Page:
WEF is promising to buy carbon offsets, a redesigned conference center and a menu full of locally sourced food. The fleet of vehicles that will transport many dignitaries through the ski town It is now 88% electric or hybrid.
Still, the group's actions are unlikely to isolate it from critics, who argue that the forum and its participants are more concerned with optics than with systemic change.
WEF recognizes that because it "brings together stakeholders to help address the biggest ecological crisis of our time," it consumes resources and causes emissions. By 2020, it has promised to become "more sustainable than ever".
"The Forum is committed to improving the state of the world and that is why the sustainability of the 50th Annual Meeting is of the utmost importance," Lee Howell, managing director of the World Economic Forum, said in a statement.
However, ensuring a sustainable conference is not a simple task – largely due to the sheer number of flights required to attract nearly 3,000 delegates from around the world, not to mention their entourage, conference staff, security personnel and global media. .
WEF notes that it has compensated all flights for accredited flights conference participants since 2017 buying carbon credits that fund emission reduction projects. This year, credits acquired to offset conference emissions will support projects aimed at protecting the Amazon from deforestation and converting methane from Swiss cow dung into energy.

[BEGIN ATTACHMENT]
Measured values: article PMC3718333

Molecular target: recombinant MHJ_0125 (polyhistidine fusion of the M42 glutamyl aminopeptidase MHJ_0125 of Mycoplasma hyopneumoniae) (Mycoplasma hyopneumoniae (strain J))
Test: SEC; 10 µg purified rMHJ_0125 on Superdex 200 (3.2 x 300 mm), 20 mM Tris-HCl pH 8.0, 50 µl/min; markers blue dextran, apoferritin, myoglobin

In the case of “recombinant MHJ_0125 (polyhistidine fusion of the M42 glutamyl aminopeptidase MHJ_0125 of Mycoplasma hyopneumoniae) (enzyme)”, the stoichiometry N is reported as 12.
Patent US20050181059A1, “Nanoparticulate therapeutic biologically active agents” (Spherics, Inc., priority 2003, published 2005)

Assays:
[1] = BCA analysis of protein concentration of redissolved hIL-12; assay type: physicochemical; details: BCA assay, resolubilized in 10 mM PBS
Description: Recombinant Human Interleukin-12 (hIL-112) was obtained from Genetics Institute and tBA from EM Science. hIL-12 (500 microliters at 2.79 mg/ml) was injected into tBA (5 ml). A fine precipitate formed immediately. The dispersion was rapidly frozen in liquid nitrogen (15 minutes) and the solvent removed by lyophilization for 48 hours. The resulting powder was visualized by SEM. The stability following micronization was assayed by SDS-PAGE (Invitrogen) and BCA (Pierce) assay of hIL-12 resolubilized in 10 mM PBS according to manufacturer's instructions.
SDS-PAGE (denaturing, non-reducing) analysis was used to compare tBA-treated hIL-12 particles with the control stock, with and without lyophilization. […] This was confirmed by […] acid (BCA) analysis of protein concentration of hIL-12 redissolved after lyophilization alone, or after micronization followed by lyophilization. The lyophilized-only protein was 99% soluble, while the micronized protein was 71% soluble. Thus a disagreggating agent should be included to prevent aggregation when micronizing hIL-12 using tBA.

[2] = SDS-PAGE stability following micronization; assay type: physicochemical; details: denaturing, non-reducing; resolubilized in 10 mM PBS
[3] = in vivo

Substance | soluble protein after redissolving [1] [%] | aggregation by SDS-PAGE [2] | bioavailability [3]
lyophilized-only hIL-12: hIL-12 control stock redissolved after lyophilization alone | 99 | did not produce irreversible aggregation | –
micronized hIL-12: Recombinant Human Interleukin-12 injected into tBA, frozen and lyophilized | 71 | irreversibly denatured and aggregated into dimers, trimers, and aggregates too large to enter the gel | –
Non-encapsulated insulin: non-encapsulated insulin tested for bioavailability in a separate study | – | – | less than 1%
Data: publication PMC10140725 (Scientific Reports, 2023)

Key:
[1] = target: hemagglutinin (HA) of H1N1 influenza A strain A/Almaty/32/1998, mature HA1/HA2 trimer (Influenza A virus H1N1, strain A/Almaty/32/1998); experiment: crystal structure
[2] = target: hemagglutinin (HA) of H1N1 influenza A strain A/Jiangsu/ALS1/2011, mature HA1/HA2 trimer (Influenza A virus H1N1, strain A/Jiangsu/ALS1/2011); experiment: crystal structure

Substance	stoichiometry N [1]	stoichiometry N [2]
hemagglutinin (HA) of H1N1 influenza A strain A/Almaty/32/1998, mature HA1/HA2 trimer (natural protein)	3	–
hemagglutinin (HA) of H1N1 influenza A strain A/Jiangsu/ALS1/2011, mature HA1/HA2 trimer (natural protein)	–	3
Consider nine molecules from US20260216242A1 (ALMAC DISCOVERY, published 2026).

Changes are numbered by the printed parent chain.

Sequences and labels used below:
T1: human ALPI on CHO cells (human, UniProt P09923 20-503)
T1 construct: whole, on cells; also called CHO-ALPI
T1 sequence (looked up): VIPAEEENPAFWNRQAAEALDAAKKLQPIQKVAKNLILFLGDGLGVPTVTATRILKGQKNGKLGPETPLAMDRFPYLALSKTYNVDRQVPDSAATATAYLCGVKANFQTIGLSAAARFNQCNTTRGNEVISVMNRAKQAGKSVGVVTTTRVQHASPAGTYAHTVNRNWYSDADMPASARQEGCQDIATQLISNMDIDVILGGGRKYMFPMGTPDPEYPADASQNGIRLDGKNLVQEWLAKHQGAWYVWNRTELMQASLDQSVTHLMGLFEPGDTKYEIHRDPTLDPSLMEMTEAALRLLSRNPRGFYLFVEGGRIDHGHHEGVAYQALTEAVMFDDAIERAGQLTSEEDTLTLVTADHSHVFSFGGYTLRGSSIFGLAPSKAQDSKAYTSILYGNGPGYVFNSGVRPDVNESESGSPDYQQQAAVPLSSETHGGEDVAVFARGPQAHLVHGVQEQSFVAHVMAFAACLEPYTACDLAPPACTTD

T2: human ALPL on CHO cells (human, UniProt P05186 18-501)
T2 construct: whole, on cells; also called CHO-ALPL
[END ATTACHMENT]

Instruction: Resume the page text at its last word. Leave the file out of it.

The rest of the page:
But Lucy Gilliam, aviation and maritime expert at Transport & Environment, a European nonprofit lobbying for clean transport, said there are drawbacks to offsetting programs, which need to be maintained over time and may take a while. to begin.
"In fact, you are not removing the emissions created by this plane," she said. "The plane will have burned this fuel and the carbon was released into the atmosphere."
Davos's particular problem, said Gilliam, is that many participating government ministers and top corporate executives opt for private aircraft, which produce more emissions per person than commercial flights.
Eymeric Segard, CEO of LunaJets, says he is responding to the "embarrassed flight" movement. Your Geneva-based company is pushing customers looking to book a private jet to Davos opt for smaller and more economical aircraft.
LunaJets is also pledging to compensate for every trip it book by acquiring carbon credits. This means that some conference trips can be offset twice – by both LunaJets and WEF.
"[It’s a] a niche clientele that goes to Davos, "he said." When they come from Africa, Asia, the USA and India, a train is simply not an option. "
The group said it last year offset 35,000 tonnes of emissions by financing not only efficient stoves in China, Mali, India and South Africa, but also restoring peat bogs in the area hosting the annual meeting.
In addition to paying to offset all emissions, WEF has remodeled the main conference center where it holds events by installing solar panels and geothermal heating. Seaweed paint was used to cool some rooms. Stage carpet will come from renewable sources, including "end-of-life fishing nets".
WEF is also eliminating disposable plastics for bags and beverages. "Future Food Wednesday" will feature "a protein rich menu without meat and fish." And technology from Swiss artificial intelligence company Kitro will be used to monitor food waste.